The process at Kenworth can track ROI by measuring the reduction in maintenance on the fleet, boosting uptime, and in the increase in revenue miles per vehicle.

Another example can be seen at a major oil refinery. At Ergon Refining’s Vicksburg, Miss., facility, the company used wireless acoustic transmitters to monitor valves controlling gas flows to flare stacks in refineries. This process helped reduce hydrocarbon losses by $3 million annually with detection and repair of faulty valves, according to an article in Control Engineering. Managers estimate that the project provided an ROI of 271% annualized over 20 years, paying for itself in just five months

In another example of using Bsquare technology, world-leading technology and services company Itron deployed more than 150 million communication modules to more than 8,000 customers to enable smart energy meters to improve the reliability and efficiency of the energy grid.

By deploying smart meters, utilities can gain visibility and control into their distribution networks, for example by pinpointing failures. The success can be realized by measuring an increase in grid availability, reducing costs associated with multiple truck rolls, and at the same time increasing customer satisfaction. Revenue losses associated with energy theft can also be stopped more quickly by identifying threats. An ROI on the project can be proven by measuring these specific impacts.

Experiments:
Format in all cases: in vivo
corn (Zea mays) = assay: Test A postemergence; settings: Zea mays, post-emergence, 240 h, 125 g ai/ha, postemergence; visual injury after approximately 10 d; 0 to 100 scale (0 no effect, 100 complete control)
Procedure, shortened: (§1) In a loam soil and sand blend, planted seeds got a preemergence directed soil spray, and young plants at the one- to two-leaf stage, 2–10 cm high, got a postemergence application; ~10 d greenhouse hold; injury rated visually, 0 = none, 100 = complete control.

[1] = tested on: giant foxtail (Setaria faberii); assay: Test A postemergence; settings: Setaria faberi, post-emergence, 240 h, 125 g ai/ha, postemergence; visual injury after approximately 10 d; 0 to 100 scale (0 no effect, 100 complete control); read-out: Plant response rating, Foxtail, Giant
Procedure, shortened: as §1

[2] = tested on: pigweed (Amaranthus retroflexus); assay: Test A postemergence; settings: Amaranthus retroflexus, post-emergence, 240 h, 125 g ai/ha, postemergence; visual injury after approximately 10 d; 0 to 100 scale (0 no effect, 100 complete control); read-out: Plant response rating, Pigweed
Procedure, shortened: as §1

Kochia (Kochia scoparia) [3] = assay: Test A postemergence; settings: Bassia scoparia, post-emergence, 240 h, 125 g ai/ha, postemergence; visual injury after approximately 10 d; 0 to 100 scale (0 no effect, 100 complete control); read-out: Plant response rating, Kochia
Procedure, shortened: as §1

How Fast to ROI?

In many of the cases outlined above — as well as others — its important that managers not only demonstrate a quick return to justify the ROI, but that gains can be sustained over time.

For example, in the case of Paccar, gains in reducing truck maintenance can be realized in as little as a few months. There can be as much as a 20% reduction of service time, but then results may flatten out. However, over the longer term, further gains will likely be realized down the road as the organization gathers more data and analytics programs find further adjustments to the benefit of ROI.

In a prior Bsquare blog, measuring the proof of ROI was discussed in more detail.

Companies usually have ROI targets or thresholds — “hurdles” — that must be realized to gain approval. This may include a time-based payback.

When quantifying these returns, it’s important that managers take a look at the entire process of implementing IIoT data analysis, so they might quantify gains over the longer term. For example, in the case of the smart meters, are all of the cost savings being tracked? In the truck maintenance example, unforeseen improvements can be realized when large amounts of data are collected over a period of years. More importantly, a long-term approach to transforming an organization with digital analytics can lead to insights that can help transform an organization.

This blog was contributed by guest writer R. Scott Raynovich who is the managing publisher at